U of U study indicates Utah’s high altitude linked to low rate of ADHD

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SALT LAKE CITY -- For years, research has shown that Utah has some of the lowest rates of children with ADHD in the nation, and the findings from a study at the University of Utah may shed some light on the reason.

A recent study linked Utah’s high rates of depression and suicide to the state’s elevation, and local doctors took that information as a sign that elevation likely effected other mental illnesses—and it turns out they may be right.

"It's very speculative, and it's kind of a new idea to use two very large data sets that were very carefully conducted to see if we could replicate the finding, and in fact we did it,” said Douglas G. Kondo, an assistant professor of psychiatry and the senior author of the study.

Researchers like Kondo are spending their days trying to better understand some of our nation's most prevalent mental health issues. According to the American Psychiatric Association, ADHD is the most common psychiatric disorder among children.

"There's a lot of alarm about the number of kids who are being treated, and can it really be true in 11 percent, in some places 15 to 20 percent of kids in high school,” Kondo said.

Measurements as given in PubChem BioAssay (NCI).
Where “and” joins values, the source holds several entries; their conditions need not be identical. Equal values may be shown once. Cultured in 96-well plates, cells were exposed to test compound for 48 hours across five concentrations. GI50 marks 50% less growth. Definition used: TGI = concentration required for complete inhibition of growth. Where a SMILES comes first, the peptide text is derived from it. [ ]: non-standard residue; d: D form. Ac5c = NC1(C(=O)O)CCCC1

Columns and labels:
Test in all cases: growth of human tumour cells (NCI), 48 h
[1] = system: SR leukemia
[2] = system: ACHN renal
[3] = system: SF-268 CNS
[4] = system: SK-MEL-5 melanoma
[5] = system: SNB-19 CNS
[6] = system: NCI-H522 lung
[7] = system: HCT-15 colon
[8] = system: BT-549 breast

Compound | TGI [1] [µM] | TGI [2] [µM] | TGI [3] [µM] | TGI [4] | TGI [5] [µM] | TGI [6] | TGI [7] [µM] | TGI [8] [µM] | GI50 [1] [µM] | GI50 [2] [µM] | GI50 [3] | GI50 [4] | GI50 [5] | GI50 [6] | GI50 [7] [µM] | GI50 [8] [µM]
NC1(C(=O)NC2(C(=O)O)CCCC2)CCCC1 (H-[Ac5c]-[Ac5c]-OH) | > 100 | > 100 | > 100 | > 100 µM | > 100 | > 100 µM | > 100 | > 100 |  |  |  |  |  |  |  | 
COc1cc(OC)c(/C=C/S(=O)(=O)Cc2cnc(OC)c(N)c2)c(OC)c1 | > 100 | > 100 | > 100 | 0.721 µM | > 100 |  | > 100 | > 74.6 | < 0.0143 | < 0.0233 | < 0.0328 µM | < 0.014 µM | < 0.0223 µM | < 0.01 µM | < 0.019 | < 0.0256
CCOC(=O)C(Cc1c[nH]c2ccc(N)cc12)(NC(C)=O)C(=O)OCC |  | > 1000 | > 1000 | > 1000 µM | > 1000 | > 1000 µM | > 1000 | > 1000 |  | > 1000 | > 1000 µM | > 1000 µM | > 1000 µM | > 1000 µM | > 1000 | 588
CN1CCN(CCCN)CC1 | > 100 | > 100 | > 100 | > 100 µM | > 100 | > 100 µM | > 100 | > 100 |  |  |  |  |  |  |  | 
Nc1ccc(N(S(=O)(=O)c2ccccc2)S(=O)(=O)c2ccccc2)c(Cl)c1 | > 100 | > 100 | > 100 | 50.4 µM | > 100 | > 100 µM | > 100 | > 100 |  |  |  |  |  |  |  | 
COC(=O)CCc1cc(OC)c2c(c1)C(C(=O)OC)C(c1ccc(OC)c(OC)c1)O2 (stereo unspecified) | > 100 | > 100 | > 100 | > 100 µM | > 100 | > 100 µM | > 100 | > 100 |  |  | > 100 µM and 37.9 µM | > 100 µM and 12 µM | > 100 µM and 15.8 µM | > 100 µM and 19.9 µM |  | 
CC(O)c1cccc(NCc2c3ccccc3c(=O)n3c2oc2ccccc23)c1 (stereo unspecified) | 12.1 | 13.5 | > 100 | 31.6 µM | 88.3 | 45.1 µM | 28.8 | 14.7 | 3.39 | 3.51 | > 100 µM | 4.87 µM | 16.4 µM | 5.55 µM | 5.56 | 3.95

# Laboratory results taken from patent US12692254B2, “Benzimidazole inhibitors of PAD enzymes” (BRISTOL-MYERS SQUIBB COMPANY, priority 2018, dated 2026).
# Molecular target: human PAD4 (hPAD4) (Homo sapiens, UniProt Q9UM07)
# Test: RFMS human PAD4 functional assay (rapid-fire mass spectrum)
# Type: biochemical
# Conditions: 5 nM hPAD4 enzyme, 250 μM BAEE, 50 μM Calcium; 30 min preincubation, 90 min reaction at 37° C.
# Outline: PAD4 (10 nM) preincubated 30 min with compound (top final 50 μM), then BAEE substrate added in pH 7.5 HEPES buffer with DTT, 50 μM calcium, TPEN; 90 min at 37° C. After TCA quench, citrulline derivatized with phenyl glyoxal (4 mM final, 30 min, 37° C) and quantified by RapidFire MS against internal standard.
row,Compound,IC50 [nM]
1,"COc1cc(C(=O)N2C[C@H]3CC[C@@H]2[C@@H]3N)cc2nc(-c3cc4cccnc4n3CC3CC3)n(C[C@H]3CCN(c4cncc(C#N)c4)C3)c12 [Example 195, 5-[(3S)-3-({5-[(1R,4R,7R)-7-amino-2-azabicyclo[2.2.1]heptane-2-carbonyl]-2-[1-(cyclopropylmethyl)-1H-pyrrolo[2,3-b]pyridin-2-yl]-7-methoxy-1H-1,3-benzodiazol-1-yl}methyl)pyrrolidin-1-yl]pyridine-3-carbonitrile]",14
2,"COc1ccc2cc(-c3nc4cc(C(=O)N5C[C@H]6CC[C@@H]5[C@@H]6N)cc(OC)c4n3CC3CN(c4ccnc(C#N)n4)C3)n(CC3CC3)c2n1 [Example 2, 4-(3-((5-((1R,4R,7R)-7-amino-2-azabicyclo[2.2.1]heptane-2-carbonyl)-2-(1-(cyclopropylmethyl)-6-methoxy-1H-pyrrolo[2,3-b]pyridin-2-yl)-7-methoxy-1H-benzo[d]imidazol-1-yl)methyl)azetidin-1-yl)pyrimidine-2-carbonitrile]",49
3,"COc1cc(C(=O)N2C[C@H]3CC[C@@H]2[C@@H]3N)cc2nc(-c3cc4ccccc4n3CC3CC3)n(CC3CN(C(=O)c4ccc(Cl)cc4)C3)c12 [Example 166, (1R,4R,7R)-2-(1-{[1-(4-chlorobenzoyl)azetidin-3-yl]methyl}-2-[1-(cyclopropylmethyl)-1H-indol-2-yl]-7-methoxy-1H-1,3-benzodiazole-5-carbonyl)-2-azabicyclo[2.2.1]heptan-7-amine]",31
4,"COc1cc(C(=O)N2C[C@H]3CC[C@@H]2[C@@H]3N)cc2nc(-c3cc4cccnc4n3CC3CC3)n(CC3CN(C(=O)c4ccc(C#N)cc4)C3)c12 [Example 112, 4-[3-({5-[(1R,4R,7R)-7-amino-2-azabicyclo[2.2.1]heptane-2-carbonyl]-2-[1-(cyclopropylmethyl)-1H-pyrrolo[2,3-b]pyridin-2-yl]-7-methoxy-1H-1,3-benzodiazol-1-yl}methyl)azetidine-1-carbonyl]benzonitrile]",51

In Salt Lake City and at 4,300 feet, The ADHD rate is 38 percent lower than areas at sea level. Researchers believe that thinner air lowers serotonin and raises dopamine levels in the brain.

"ADHD is a natural thing to think about because most, if not all, of the FDA approved medicines to treat attention deficit hyperactivity disorder work through the dopamine system in the brain,” Kondo said.

In fact, all of the mountain west states--Utah, Nevada and Colorado--Rated below average for the percentage of children diagnosed with ADHD. Nevada, with an average at 5,517 feet above sea level, had the lowest percentage at 5.6 percent while Utah came in at 6.7 percent.

States with an average closer to sea level had the highest percentages. North Carolina, average 869 feet above sea level, had a 15.6 percent rate.

“This is one small building block to our understanding of what causes ADHD and how we might treat it moving forward,” Kondo said.

The decreasing ADHD at elevation doesn't mean people need to start moving to the mountains, but experts said the research results do have potential implications for treating the disorder. The findings were published in the Journal of Attention Disorders online.